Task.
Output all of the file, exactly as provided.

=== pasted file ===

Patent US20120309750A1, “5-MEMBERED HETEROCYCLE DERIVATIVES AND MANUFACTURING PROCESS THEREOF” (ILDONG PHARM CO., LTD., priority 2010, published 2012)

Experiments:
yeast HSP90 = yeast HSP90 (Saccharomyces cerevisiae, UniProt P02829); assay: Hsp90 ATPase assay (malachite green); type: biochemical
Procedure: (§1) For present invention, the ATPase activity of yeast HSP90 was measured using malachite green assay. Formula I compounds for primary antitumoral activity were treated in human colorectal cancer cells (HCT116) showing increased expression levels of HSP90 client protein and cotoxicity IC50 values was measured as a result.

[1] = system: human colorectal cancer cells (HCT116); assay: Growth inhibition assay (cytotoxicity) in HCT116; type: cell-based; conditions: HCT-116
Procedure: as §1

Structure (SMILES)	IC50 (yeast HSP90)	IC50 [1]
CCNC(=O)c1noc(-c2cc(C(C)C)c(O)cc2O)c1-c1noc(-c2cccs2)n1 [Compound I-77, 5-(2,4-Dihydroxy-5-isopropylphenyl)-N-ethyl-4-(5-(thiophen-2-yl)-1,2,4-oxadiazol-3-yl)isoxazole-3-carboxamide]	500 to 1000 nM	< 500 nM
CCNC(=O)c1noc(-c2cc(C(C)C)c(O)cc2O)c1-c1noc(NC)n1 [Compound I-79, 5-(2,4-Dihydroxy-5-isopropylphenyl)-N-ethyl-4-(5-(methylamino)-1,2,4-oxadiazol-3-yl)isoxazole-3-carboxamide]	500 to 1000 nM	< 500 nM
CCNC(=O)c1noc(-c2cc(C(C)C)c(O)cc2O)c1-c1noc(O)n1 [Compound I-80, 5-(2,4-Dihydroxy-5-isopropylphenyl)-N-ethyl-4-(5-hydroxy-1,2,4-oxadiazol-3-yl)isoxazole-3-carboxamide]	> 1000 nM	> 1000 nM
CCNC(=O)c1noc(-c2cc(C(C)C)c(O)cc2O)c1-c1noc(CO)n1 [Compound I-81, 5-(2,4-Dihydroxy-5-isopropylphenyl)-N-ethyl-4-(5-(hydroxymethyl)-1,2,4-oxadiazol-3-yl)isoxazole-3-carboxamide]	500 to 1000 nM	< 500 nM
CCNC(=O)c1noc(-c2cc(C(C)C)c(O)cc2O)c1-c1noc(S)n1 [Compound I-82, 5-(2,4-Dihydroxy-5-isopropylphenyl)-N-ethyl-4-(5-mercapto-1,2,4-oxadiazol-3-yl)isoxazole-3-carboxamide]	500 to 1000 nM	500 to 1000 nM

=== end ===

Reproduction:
Patent US20120309750A1, “5-MEMBERED HETEROCYCLE DERIVATIVES AND MANUFACTURING PROCESS THEREOF” (ILDONG PHARM CO., LTD., priority 2010, published 2012)

Experiments:
yeast HSP90 = yeast HSP90 (Saccharomyces cerevisiae, UniProt P02829); assay: Hsp90 ATPase assay (malachite green); type: biochemical
Procedure: (§1) For present invention, the ATPase activity of yeast HSP90 was measured using malachite green assay. Formula I compounds for primary antitumoral activity were treated in human colorectal cancer cells (HCT116) showing increased expression levels of HSP90 client protein and cotoxicity IC50 values was measured as a result.

[1] = system: human colorectal cancer cells (HCT116); assay: Growth inhibition assay (cytotoxicity) in HCT116; type: cell-based; conditions: HCT-116
Procedure: as §1

Structure (SMILES)	IC50 (yeast HSP90)	IC50 [1]
CCNC(=O)c1noc(-c2cc(C(C)C)c(O)cc2O)c1-c1noc(-c2cccs2)n1 [Compound I-77, 5-(2,4-Dihydroxy-5-isopropylphenyl)-N-ethyl-4-(5-(thiophen-2-yl)-1,2,4-oxadiazol-3-yl)isoxazole-3-carboxamide]	500 to 1000 nM	< 500 nM
CCNC(=O)c1noc(-c2cc(C(C)C)c(O)cc2O)c1-c1noc(NC)n1 [Compound I-79, 5-(2,4-Dihydroxy-5-isopropylphenyl)-N-ethyl-4-(5-(methylamino)-1,2,4-oxadiazol-3-yl)isoxazole-3-carboxamide]	500 to 1000 nM	< 500 nM
CCNC(=O)c1noc(-c2cc(C(C)C)c(O)cc2O)c1-c1noc(O)n1 [Compound I-80, 5-(2,4-Dihydroxy-5-isopropylphenyl)-N-ethyl-4-(5-hydroxy-1,2,4-oxadiazol-3-yl)isoxazole-3-carboxamide]	> 1000 nM	> 1000 nM
CCNC(=O)c1noc(-c2cc(C(C)C)c(O)cc2O)c1-c1noc(CO)n1 [Compound I-81, 5-(2,4-Dihydroxy-5-isopropylphenyl)-N-ethyl-4-(5-(hydroxymethyl)-1,2,4-oxadiazol-3-yl)isoxazole-3-carboxamide]	500 to 1000 nM	< 500 nM
CCNC(=O)c1noc(-c2cc(C(C)C)c(O)cc2O)c1-c1noc(S)n1 [Compound I-82, 5-(2,4-Dihydroxy-5-isopropylphenyl)-N-ethyl-4-(5-mercapto-1,2,4-oxadiazol-3-yl)isoxazole-3-carboxamide]	500 to 1000 nM	500 to 1000 nM